DISTRICT | January 11, 2016
Starting high school is exciting, but it can also be a stressful time for students. The transition from 8th to 9th grade means a new school, new teachers, and new classmates, not to mention a more rigorous curriculum meant to get them ready to succeed in college and career.
Now, a new tobacco tax being proposed by Mayor Emanuel could help all CPS freshmen get their high school careers off to a stronger start. If approved by the Chicago City Council, this tax on smokeless tobacco will generate nearly $6 million in revenue to fund the District’s two-pronged Freshman Connection Initiative.
Slated to begin next school year, this effort will include a week-long summer orientation program for every District-run high school, giving 9th-graders a chance to get the lay of the land and develop good study habits before the first day of freshman year. It will also provide targeted outreach to those CPS 8th-graders who are at greatest risk for dropping out of school. Interventions in Math and Literacy will help these students catch up academically during the summer, while added social-emotional supports will increase their chances for success in 8th-grade and beyond.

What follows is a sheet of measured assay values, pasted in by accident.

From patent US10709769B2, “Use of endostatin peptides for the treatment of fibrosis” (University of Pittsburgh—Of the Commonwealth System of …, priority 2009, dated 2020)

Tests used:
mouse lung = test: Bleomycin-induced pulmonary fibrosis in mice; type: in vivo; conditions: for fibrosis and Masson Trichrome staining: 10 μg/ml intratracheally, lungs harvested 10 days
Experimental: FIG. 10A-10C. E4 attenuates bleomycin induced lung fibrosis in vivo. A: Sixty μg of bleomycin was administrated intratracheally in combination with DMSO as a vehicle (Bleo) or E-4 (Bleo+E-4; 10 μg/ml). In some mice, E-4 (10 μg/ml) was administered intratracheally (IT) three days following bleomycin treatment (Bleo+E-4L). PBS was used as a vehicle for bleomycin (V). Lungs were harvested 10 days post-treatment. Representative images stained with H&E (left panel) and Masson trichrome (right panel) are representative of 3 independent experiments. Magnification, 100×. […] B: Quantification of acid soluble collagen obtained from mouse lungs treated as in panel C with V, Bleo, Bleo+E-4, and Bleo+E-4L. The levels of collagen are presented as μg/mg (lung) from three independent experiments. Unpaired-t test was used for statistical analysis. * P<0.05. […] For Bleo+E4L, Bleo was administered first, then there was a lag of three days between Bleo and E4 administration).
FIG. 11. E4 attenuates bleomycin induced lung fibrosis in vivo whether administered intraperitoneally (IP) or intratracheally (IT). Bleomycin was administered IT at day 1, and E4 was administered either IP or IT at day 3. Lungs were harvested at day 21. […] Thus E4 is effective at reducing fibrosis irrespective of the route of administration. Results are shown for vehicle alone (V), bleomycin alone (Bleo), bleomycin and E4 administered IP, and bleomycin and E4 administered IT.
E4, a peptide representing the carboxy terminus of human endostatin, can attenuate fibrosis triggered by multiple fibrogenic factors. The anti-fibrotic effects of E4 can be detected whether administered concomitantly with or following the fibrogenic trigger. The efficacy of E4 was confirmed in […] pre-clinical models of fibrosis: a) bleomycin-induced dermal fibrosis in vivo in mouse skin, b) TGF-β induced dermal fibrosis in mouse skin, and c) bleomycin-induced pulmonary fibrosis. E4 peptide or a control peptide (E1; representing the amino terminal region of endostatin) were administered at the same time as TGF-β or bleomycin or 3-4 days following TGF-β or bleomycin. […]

Additionally, this new tax will help keep CPS students tobacco-free. Because cigarettes have become so expensive, many teens have switched to cigars, chewing tobacco and other smokeless tobacco products. Raising the cost of these – and other options – can help prevent students from developing dangerously addictive habits that could have negative effects on both their learning and their health.
Mayor Emanuel will ask the City Council to approve the new tobacco tax later this month. Check back here for news on that announcement, and to find out how CPS plans to roll out these exciting new programs in summer 2016. In the meantime, find out more about Freshman Connection and the City’s new smokeless tobacco tax here.